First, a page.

Woolley's false antechinus
|Woolley's false antechinus|
Kitchener & Caputi, 1988
|Woolley's false antechinus range|
Woolley's false antechinus (Pseudantechinus woolleyae), also known as Woolley's pseudantechinus, is a species of small carnivorous marsupial belonging to the family Dasyuridae. It is found in the Australian state of Western Australia, primarily in the Pilbara, Ashburton and Murchison regions.
Woolley's false antechinus was, like most false antechinuses, long believed to be a form of the fat-tailed false antechinus, which it closely resembles. It was not given full species status until 1988. The common and species names honour Dr Patricia Woolley, an Australian expert on dasyurid marsupials like this species.
Woolley's false antechinus is the largest false antechinus and its behaviour is little known. It has a breeding life of two or more years, unlike many of its relatives which live for a very short time. Births occur in September-October and the young are sexually mature at 10 months.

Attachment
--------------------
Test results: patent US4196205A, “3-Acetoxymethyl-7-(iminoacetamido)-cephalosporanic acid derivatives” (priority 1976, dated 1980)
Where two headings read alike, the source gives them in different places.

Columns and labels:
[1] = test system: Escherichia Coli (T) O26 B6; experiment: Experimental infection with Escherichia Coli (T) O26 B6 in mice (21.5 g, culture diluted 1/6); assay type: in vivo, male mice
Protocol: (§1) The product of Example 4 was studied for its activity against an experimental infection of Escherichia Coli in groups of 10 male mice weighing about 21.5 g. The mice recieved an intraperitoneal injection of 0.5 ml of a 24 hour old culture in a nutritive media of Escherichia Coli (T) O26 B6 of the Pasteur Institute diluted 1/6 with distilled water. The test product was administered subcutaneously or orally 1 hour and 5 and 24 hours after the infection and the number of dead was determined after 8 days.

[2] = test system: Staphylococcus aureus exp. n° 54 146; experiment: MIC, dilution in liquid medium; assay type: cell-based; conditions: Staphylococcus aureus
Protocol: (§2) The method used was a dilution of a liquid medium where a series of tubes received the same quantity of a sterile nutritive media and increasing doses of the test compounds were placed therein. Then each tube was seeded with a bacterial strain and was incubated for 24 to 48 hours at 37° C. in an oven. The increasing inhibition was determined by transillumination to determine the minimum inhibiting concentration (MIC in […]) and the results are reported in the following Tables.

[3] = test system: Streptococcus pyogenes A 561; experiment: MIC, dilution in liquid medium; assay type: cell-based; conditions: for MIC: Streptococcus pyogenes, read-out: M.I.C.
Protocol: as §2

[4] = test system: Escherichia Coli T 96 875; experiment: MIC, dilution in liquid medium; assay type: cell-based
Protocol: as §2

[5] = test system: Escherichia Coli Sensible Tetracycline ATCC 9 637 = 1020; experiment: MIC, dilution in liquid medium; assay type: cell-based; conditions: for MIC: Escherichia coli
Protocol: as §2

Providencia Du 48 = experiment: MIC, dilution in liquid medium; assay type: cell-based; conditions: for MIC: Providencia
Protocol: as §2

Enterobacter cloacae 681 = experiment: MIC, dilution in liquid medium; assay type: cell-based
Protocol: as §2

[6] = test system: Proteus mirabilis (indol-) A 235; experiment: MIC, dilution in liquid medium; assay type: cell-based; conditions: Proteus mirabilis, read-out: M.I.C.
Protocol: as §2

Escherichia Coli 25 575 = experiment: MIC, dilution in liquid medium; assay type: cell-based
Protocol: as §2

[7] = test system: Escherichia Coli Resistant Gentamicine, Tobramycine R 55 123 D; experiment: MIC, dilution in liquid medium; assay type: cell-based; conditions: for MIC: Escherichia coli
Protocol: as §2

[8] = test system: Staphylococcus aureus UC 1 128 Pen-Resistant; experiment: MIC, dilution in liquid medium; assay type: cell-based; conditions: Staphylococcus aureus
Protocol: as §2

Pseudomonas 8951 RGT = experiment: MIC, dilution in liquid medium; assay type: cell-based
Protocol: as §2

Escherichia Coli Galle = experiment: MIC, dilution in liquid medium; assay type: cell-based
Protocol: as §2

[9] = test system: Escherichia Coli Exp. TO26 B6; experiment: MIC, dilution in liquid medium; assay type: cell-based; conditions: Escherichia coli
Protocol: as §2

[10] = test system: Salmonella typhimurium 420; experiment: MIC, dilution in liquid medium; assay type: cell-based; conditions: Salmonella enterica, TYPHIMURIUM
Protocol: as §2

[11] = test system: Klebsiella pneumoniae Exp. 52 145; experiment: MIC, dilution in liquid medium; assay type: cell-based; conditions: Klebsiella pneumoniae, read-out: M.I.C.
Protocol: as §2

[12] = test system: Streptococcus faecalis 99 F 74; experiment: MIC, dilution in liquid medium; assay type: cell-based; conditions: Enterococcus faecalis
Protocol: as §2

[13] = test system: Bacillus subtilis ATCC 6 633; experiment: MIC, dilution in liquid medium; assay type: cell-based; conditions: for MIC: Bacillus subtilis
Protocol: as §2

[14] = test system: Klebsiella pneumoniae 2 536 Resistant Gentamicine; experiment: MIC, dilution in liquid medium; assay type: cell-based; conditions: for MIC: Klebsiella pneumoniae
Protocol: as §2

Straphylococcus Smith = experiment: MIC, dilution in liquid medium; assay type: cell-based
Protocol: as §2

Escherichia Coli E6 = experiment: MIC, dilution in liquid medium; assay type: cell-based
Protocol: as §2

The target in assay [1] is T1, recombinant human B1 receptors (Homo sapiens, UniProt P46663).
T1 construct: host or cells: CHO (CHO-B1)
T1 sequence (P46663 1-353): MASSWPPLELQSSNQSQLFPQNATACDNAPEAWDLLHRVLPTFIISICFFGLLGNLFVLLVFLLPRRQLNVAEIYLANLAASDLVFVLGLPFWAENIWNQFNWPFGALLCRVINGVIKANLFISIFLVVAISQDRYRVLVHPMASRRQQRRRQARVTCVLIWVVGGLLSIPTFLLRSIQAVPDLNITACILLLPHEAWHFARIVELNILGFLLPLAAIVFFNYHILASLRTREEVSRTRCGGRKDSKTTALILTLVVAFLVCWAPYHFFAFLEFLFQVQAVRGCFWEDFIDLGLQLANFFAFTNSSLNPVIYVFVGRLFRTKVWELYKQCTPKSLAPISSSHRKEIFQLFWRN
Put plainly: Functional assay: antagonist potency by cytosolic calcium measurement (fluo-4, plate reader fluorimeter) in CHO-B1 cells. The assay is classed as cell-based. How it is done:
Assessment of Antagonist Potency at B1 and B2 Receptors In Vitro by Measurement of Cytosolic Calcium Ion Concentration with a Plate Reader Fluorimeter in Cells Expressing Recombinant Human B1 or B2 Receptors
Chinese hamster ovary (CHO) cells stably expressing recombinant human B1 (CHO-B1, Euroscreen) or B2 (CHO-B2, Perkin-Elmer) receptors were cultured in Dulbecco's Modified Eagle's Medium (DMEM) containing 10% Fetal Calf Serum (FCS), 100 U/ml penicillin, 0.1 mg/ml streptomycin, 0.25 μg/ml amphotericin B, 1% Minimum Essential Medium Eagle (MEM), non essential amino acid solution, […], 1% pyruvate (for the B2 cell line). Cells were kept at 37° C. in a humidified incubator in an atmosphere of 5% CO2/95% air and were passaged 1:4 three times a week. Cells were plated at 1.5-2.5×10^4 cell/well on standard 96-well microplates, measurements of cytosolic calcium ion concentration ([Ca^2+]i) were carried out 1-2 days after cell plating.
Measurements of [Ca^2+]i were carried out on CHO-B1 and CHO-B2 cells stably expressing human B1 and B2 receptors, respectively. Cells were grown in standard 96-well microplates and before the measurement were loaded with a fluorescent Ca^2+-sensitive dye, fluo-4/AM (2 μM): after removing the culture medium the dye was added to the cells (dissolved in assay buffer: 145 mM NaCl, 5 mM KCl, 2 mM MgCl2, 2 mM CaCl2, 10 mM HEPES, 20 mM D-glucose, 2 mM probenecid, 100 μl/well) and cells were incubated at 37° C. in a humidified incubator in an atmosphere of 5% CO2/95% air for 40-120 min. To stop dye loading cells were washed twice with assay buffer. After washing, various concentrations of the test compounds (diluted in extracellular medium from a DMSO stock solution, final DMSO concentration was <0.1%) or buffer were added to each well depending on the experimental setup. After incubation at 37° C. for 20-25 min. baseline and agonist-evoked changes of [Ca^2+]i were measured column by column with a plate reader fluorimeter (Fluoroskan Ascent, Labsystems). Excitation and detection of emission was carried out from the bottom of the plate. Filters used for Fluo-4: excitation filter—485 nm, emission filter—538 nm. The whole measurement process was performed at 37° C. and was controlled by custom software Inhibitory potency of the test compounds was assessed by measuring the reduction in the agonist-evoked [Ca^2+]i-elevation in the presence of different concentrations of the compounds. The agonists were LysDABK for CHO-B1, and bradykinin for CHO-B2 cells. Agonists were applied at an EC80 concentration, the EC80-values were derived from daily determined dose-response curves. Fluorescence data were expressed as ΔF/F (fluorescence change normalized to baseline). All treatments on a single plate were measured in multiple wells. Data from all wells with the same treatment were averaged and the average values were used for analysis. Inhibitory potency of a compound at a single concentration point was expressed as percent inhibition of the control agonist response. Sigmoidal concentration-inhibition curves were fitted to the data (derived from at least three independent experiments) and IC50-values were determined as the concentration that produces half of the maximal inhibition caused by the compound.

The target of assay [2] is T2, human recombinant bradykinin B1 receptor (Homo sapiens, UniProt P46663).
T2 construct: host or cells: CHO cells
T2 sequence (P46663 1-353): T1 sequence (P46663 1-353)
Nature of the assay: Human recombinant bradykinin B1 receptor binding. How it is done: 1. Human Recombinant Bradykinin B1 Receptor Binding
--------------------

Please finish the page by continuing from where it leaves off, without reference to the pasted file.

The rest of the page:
Woolley's false antechinus is coloured rich brown above and buff below. It has a flattened tail and chestnut patches behind its ears.
- Groves, C. P. (2005). Wilson, D. E.; Reeder, D. M, eds. Mammal Species of the World (3rd ed.). Baltimore: Johns Hopkins University Press. p. 28. OCLC 62265494. ISBN 0-801-88221-4.
- Burbidge, A., Cooper, N., Woolley, P. & Morris, K. (2008). Pseudantechinus woolleyae. In: IUCN 2008. IUCN Red List of Threatened Species. Retrieved 28 December 2008. Database entry includes justification for why this species is of least concern
- Menkhorst, Peter (2001). A Field Guide to the Mammals of Australia. Oxford University Press. p. 60. ISBN 0-19-550870-X.
- Woolley, P.A. (1995). "Woolley's False Antechinus". In Strahan, Ronald. The Mammals of Australia. Reed Books. pp. 80–81